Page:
Friday, September 04, 2009

Well, since you asked, the answer is YES!

Can you believe that David Broder, the dean of DC twitdom, actually asks the following question?
Ultimately, do we want to see Cheney, who backed these actions and still does, standing in the dock?
I believe the answer to Broder's question is:

Broder is so out of touch - with the times, with the American People, and with reality.

Here is the whole paragraph.
Looming beyond the publicized cases of these relatively low-level operatives is the fundamental accountability question: What about those who approved of their actions? If accountability is the standard, then it should apply to the policymakers and not just to the underlings. Ultimately, do we want to see Cheney, who backed these actions and still does, standing in the dock?
As for his penultimate sentence here - "If accountability is the standard, then it should apply to the policymakers and not just to the underlings." - I say, "hear, hear!" It SHOULD apply to the policymakers, the principal architect being Dick Cheney. Broder should have stopped there before typing what he - mistakenly - considers a rhetorical question.

Broder boasts precisely where he should be slinking off in shame.
When President Ford pardoned Nixon in 1974, I wrote one of the few columns endorsing his decision, which was made on the basis that it was more important for America to focus on the task of changing the way it would be governed and addressing the current problems. It took a full generation for the decision to be recognized by the John F. Kennedy Library Foundation and others as the act of courage that it had been.
Courage, schmourage, it was one of the greatest mistakes in modern American democracy because it undercut accountability and laid the groundwork for the lawlessness of the GWB gang of thugs. By shifting the focus to "addressing the current problems," the pardoning of Nixon left us vulnerable for the same issues to bite us in the ass, as they have done and are doing. The entire nexus of Bush Administration wrongdoing is integrally related to Dick Cheney's smoldering resentment of any restrictions on an imperial presidency and his determination to restore presidential power to the Nixon days and take it even further. Obama is not moving fast enough to reverse engines on this by any means. I believe many of us despair that he will reverse it and language about "moving forward" is just a means to keep us from dealing with the political cancer we are afraid or unwilling to face and, untreated, may well kill us.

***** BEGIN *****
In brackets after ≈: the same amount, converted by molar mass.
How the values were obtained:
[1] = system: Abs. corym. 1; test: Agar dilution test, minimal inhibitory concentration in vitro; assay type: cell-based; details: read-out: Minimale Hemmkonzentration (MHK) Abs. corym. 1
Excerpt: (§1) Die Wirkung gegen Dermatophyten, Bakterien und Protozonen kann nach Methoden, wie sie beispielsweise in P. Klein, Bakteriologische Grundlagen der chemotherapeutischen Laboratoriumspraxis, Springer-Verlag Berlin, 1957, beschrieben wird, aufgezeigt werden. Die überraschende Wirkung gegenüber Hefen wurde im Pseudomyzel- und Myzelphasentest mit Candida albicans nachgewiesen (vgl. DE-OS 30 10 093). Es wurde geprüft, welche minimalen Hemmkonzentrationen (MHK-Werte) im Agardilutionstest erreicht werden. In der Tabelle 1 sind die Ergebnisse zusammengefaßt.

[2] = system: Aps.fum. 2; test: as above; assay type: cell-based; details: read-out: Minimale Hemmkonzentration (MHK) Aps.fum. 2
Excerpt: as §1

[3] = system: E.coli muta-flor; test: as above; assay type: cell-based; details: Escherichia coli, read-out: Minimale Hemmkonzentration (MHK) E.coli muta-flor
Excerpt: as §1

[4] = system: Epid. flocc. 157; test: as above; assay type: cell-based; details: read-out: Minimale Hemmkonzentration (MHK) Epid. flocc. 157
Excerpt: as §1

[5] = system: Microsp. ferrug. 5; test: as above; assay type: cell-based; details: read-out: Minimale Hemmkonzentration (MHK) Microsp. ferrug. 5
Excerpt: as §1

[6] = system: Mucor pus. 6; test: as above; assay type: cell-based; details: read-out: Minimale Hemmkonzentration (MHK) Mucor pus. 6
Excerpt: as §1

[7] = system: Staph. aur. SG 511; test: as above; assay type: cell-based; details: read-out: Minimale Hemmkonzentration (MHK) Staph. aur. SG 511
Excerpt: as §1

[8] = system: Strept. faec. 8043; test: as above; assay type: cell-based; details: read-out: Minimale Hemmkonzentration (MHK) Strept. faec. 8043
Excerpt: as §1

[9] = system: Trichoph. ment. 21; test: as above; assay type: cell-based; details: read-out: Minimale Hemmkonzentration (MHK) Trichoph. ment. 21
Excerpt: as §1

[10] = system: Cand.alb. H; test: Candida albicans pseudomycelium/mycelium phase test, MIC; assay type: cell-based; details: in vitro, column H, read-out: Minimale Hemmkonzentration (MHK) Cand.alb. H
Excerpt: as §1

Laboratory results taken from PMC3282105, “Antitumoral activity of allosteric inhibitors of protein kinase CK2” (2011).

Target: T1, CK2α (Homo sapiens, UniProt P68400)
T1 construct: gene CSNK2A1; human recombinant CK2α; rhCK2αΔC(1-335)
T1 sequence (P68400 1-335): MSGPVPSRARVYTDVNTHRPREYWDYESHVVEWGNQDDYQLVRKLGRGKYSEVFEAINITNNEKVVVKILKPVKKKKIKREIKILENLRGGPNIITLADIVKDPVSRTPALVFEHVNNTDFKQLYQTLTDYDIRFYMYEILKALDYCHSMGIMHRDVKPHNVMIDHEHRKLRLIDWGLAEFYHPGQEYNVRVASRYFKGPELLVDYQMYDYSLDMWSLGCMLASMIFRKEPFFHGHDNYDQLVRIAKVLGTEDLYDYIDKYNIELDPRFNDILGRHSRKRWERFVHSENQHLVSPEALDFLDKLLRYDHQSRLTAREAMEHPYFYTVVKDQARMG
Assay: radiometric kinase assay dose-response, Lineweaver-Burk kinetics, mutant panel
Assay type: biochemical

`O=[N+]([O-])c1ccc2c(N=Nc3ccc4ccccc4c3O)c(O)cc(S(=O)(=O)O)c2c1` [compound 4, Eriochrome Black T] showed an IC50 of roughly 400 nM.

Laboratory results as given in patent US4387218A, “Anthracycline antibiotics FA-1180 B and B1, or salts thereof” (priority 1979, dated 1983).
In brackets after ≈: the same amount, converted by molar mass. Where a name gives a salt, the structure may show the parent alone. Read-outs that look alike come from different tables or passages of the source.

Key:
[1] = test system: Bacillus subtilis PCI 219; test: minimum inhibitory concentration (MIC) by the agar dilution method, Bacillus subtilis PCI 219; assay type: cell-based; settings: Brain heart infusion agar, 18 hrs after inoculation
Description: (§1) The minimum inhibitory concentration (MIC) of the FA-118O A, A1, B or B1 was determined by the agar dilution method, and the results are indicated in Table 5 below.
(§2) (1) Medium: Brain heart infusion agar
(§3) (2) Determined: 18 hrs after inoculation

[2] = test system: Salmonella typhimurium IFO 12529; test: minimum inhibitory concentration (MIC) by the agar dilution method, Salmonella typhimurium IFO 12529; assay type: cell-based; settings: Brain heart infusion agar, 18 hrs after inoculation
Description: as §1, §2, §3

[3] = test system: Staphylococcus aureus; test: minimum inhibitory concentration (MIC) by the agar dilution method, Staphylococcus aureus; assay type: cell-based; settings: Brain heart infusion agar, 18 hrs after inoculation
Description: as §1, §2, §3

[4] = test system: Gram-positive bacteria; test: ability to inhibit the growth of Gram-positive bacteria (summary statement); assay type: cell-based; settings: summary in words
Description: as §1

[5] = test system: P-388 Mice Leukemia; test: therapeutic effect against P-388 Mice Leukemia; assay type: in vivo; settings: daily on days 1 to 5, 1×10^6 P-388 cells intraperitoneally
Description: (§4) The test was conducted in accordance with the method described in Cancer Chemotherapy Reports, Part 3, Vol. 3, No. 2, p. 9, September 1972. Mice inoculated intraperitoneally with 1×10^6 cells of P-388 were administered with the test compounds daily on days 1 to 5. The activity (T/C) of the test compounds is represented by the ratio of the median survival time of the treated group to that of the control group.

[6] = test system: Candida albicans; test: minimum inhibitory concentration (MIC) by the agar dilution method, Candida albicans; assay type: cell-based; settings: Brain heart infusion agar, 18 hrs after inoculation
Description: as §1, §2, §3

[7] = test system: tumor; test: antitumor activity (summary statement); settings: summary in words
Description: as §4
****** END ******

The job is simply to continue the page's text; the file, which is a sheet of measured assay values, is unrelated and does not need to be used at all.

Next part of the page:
The "high broderism" in the Thursday article stinks so bad it could knock a fly off a shit wagon. Broder thinks Attorney General Holder is wrong. I think Broder is wrong. Again. As usual. I find it amazing that he is still not only published but revered in the Beltway. But the Village looks after its inbred own. Their cocktail circuit mentality is all that exists and all that matters.

--the BB

In case you have never heard of "high broderism" here is an April 2007 post by Atrios:
We normally think of "High Broderism" as the worship of bipartisanship for its own sake, combined with a fake "pox on both their houses" attitude. But in reality this is just the cover Broder uses for his real agenda, the defense of what he perceives to be "the establishment" at all costs. The establishment is the permanent ruling class of Washington, our betters who know better. It is their rough agenda which is sold as "centrism" even when it has no actual relationship with the political center in a meaningful way. Democracy's messy, in Broder's world, and passionate voters are problematic. It is up to the Wise Old Men of Washington to implement the agenda, and the job of the voters to bless them for it. When the establishment fails, the most important issue is not their failure, but that the voters might begin to lose faith in and deference for their betters. Thus, people must always be allowed to save face, no matter what their transgressions, as long as they're a part of his permanent floating tea party.

While this basic attitude isn't unique to Broder, his apparent lack of interest in the actual details of policy makes him a more absurd figure than some. For him it's not about results, but about the right people being in the right places. It is terribly elitist in all the wrong ways. Arguments can be made for certain types of elitism - you do want a brain surgeon conducting brain surgery - but Broder's elites are simply aristocrats. It's their town.

1 comment:

Göran Koch-Swahne said...

Its a long way up hill...